When you are trying to make very accurate, high speed measurements of the
optical radiation from the Sun’s corona (atmosphere) — in order to determine
why it is so much hotter than the Sun’s surface — a total eclipse of the Sun
offers an ideal, if extremely brief, opportunity. This is what Professor Ken
Phillips has done for the last three solar eclipses, and he’s just returned
from the most recent — in southern Africa on Thursday 21 June.

“I was leading a team of seven scientists for this eclipse, two from CLRC
Rutherford Appleton Laboratory (including me), three from Queen’s University
in Belfast and two from the University of Wroclaw in Poland, where some of
the equipment was made. We had been offered room on the roof of the Physics
Department at the University of Zambia near Lusaka by Dr Habatwa Mweene,
Head of the Physics Department, and the SECIS (Solar Eclipse Coronal Imaging
System) equipment was set up there,” said Ken.

The equipment consists of a pair of fast-frame CCD cameras, capable of
operating at frame rates up to 60 or 70 per second, plus a small telescope
and optics. This telescope includes a ‘green line’ filter (there is a bright
spectral line due to Fe XIV (an ion of iron) in the coronal spectrum that
this filter isolates) and a tracking mirror. This makes SECIS one of the
fastest and most sophisticated astronomical digital cameras.

“We need this speed and sophistication to record subtle changes in the corona.
We are almost certain that the magnetic fields, which are abundant in the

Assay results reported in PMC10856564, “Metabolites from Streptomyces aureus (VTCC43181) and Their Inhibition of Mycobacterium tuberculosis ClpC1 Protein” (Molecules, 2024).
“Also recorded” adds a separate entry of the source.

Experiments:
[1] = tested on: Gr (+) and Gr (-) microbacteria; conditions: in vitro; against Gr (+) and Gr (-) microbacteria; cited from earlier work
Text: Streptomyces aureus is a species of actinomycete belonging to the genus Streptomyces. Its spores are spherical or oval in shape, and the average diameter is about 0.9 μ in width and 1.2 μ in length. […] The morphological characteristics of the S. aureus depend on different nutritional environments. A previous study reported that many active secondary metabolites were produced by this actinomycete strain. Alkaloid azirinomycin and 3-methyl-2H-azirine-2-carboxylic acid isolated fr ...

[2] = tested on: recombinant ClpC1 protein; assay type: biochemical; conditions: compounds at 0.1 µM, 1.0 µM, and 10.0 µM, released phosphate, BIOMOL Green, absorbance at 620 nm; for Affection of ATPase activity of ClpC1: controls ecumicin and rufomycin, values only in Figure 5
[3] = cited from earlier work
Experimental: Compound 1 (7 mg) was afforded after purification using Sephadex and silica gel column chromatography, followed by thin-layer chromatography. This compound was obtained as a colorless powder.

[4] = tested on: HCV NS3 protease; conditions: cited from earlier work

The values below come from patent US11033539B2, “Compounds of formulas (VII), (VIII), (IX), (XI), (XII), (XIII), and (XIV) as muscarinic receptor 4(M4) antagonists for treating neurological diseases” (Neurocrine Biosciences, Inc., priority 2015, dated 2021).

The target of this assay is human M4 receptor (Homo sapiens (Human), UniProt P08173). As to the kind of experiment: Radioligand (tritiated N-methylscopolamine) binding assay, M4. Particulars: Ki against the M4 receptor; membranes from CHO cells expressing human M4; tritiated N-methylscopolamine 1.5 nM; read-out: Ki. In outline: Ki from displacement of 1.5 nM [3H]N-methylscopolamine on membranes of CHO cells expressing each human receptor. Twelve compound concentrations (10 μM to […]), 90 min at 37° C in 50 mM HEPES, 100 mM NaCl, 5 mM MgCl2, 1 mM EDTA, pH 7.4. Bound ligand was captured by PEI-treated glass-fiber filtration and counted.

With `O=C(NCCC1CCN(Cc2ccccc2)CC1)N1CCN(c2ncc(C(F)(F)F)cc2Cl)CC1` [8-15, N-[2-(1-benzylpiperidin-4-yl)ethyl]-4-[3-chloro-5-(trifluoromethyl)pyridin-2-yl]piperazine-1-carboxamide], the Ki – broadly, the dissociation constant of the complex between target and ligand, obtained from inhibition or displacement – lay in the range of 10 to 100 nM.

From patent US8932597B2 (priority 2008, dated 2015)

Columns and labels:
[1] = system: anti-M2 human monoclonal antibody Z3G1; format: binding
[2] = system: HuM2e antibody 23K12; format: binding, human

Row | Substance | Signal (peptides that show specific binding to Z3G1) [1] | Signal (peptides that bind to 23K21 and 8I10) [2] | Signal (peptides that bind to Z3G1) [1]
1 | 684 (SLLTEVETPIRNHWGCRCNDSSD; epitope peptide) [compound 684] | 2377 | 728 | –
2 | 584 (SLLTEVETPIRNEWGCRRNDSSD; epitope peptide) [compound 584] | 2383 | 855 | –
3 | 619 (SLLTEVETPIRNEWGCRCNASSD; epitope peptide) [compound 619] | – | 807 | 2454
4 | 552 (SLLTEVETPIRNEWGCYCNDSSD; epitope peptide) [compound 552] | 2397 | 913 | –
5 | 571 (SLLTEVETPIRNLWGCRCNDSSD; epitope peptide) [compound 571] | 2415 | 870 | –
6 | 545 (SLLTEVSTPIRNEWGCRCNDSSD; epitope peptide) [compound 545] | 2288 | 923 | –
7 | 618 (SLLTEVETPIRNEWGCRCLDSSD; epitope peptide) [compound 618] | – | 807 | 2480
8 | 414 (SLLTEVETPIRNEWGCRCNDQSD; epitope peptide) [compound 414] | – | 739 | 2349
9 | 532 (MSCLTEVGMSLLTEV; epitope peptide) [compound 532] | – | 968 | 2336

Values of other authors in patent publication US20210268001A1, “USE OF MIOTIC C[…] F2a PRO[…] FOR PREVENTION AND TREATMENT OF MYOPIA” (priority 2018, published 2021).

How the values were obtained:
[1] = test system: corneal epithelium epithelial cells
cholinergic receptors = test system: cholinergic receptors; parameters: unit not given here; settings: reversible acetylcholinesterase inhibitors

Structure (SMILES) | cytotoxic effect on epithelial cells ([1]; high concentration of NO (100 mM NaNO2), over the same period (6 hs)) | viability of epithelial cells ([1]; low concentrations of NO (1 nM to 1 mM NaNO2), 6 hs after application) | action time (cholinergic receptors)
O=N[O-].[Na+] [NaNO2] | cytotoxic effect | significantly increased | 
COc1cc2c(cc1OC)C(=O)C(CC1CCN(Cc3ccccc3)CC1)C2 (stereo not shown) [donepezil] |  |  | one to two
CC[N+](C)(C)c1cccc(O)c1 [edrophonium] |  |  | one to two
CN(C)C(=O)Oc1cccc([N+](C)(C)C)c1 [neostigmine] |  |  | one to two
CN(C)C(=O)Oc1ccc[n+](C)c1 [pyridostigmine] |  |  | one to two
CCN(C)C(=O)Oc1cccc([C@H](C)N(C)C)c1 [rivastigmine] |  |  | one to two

Sun’s atmosphere, are involved in the heating process, but scientists are
intrigued to find out exactly how the process works,” explains Ken. “When
we arrived the weather was overcast and uninspiring, but by the day of the
eclipse it had improved to offer ideal, cloudless conditions. There was a
tremendous air of excitement among local people who had gathered at the
University on various days throughout the week before. I gave a talk to 700
extremely enthusiastic youngsters and their teachers on 19 June, and it was
thrilling for me to tell them about the eclipse and describe what they should
look for — they only vague impressions from newspaper and magazine reports.
Unfortunately there was a desperate shortage of eclipse viewers and there
were rumours that they were changing hands at £20 a time!”

Leading up to the eclipse images from both the TRACE and SOHO spacecraft
clearly showed a new region rotating round on the sun’s NE limb with
associated prominences. The SECIS instrument does not view the whole corona,
and seeing images from the spacecraft was important for the team to decide
where to point the instrument. Both the CDS (one of the instruments on the
SOHO satellite) experiment and instruments on the TRACE spacecraft were
supporting the eclipse with images of the new region on the NE limb.

“I was extremely pleased not only to see the eclipse (my third, all under
ideal weather conditions) but also to see the images coming up on our
computer monitor during totality that showed everything was functioning
well. It was a great moment,” said Professor Phillips.

The team was filmed ‘fly on the wall’ style by John MacNish from Cirlevision
who is putting together a BBC2 TV programme called Final Frontier. This will
be screened on July 5 (starting half an hour after midnight) and repeated
the following Sunday morning (at 7.45am) and might be screened the following

“I hope no embarrassing things will be shown!”, commented Ken. The project
was funded through the Particle Physics and Astronomy Research Council
(PPARC), the Leverhulme Trust and Queen’s University Belfast, as well as
the FTS fund in 1997 which enabled us to buy the cameras. CLRC also provided
financial help.

“I hope we will be able to capitalise on the enormous amount of data SECIS
has collected. The heating of the sun’s corona (and by implication of the
coronae of all solar-type stars) is still unclear, so we hope that the data
we collected over the last two eclipses will help us understand the question
a lot better,” said Ken.

Checkout the SECIS web pages at http://www.SECIS.rl.ac.uk/ for further
information about the project.